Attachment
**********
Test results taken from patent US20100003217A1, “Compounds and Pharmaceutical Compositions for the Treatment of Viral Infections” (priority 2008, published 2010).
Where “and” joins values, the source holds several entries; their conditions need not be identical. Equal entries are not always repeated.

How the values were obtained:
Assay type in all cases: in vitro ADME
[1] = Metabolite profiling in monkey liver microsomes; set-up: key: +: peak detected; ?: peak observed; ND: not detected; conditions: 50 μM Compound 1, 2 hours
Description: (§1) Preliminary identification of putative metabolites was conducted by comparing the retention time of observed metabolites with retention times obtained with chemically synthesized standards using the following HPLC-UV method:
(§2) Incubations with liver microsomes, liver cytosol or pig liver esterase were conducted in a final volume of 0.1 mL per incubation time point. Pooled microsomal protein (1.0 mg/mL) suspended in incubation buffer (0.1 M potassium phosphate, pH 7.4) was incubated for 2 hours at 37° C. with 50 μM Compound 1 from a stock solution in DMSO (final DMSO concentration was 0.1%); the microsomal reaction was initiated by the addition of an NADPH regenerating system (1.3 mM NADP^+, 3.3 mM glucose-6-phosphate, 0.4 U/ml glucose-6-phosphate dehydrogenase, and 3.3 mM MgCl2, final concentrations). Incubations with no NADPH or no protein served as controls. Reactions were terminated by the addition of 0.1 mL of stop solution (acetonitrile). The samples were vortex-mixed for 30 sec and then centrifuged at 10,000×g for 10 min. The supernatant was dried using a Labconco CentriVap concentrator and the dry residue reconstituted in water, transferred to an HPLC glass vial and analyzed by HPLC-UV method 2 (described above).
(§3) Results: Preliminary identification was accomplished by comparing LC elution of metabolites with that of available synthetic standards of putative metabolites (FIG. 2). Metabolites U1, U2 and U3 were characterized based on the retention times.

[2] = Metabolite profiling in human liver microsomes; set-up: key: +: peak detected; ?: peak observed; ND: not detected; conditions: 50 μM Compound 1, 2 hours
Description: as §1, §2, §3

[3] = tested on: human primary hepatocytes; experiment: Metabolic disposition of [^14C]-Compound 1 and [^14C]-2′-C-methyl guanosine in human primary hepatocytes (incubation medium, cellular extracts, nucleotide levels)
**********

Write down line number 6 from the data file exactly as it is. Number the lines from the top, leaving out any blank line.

Description: (§1) Preliminary identification of putative metabolites was conducted by comparing the retention time of observed metabolites with retention times obtained with chemically synthesized standards using the following HPLC-UV method: